I don't know who to attribute this plan to, as the first version of it I have came from a journal article that's currently missing the first page, including the name of the author and journal. It's obviously a common athletics journal, between 1989 and 1992, pp. 3435-3442. The only version of it I've seen in a mass-marketed training book is "Dave Scott's Triathlon Training" (1986); and yes, that was before the article. This should be the last book I reference that's out of print.
There is a constant attempt to bridge the gulf between physiology and training; it never really works, but each major attempt brings new (largely meaningless) terms to coaching and influences the way people think about training. This was state-of-the-art at the time.
The philosophy is to divide training into different parts by the energetics involved. The first is Explosive Speed Training, or Phosphate System Training; this refers to muscles using creatine phosphate for very short bursts of maximum intensity. The second is Sprint Race Training or Lactic Acid Tolerance Training; this in reference to the accumulation of lactic acid in tissues in events of short duration. The third is Maximal Oxygen Consumption Training or VO2max Training; this being in reference to events requiring the body to maximize the amount of oxygen used to convert glycogen and sugars for energy. The fourth is Anaerobic Threshold Training, referring to a theoretical point at which lactic acid production and removal are the same. Fifth is Aerobic Threshold Training or Distance Training, which is training that utilizes fatty acids as fuel as well as carbohydrate.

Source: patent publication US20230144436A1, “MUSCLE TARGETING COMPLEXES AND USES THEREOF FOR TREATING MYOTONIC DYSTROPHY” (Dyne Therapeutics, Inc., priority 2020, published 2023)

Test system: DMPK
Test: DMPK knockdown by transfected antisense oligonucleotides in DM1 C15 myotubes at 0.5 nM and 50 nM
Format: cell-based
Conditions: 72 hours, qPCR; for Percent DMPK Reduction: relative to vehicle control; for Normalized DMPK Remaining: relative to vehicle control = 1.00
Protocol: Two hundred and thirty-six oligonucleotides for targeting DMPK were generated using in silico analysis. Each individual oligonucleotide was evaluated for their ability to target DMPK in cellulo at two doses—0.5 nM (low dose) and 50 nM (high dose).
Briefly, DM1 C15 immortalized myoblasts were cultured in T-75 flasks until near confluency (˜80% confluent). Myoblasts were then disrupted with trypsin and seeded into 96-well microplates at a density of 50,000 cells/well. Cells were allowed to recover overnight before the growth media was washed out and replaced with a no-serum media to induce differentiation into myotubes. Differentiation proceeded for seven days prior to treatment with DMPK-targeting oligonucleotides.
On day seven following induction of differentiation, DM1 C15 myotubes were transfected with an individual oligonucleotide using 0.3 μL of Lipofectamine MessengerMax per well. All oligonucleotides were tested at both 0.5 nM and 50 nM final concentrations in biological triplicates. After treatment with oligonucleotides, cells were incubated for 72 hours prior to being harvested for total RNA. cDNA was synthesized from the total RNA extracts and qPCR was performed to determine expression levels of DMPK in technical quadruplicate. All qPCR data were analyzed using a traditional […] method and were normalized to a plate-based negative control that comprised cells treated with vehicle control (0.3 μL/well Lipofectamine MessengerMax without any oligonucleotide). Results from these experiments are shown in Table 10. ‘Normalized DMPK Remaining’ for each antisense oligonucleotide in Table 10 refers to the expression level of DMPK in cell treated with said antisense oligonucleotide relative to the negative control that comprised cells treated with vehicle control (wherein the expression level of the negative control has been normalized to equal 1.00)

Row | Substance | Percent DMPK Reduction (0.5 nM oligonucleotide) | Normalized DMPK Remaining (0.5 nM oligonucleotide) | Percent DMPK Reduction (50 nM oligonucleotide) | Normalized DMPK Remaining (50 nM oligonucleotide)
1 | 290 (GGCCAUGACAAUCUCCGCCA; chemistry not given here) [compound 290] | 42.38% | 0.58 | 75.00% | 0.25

These are imaginary constructs, but they can be useful, as long as one recognizes that they have little basis in reality. One divides one's event into parts and trains for each separately, putting them together as a sort of assembly-line production.
The actual workouts below are first from Scott, second from the journal source.
Phosphate training: 5-10x 5-30 seconds @ 100-120% of 5K pace, 90 second rest intervals (until heart rate is no more than 20-30% above resting)
OR 10-30x 4-15 sec., with 1-3 min rest intervals (1:4-1:25 ratio of work:rest) @ 95% maximal intensity, heart rate immaterial.
Lactate training: 5-8 x 30sec. to 2 min. @ 85-100% 5K pace, 3 min. rest (HR to 30-40% above resting) OR 2x[2-4x30-60 sec. (up to 2-2.5 min)- more than 5 min.]- 30 min. (1 work: 2-3+ rest), HR near maximum.
VO2 training: 2-4x 3-8 min @ 80-95% 5K pace- rest to HR 30-40% above resting, 3-4 work: 1 rest, sets up to 12 minutes [ e.g. 2x(3x3min-1)-3 or 2x(6-8 min)-3] OR 4-12x 3-5 min @ 90% HRmax - 2-3min. (2 work: 1 rest)
Threshold training: 8-50x 1.5-3 min. @ 75-90% 5K pace - 20-90 sec. rest, sets of 15-60 min., allowing HR to drop 10-15% between repeats OR 3-5x 1.5-7 min. (HR 75-85% max)- 2-3 rest (2 work: 1 rest)
Aerobic training: 15min- 6 hours @ 60-85% 5K pace OR 1-6x10 min. to 2 hours (HR 65-75% max) - 1-2 min rests (1 work: 0.2 to 1 rest)
One divides one's training into phases and assigns percentages of one's mileage to each type of training. In the early preparatory phase, it's 75% aerobic, 25% threshold. In the late prep. phase, 50% aerobic, 25% threshold, 20% VO2, 5% lactate. In pre-competition, it's 40% aerobic, 20% threshold, 20% VO2, 10% phosphate, 10% lactate. In competitive phase without a race: 30% aerobic, 20% lactate, 20% VO2, 20% phosphate, 10% threshold. In competitive phase, in a week with a race, the non-racing days are 80@ aerobic, 20% phosphate.
Sounds scientific, doesn't it? Training turned into mathematical formulae. The problem is that people don't actually work that way. This pseudo scientific method is important to note, however, as it keeps returning in different forms, one of which will be seen when I cover the Jack Daniels program.
5 days ago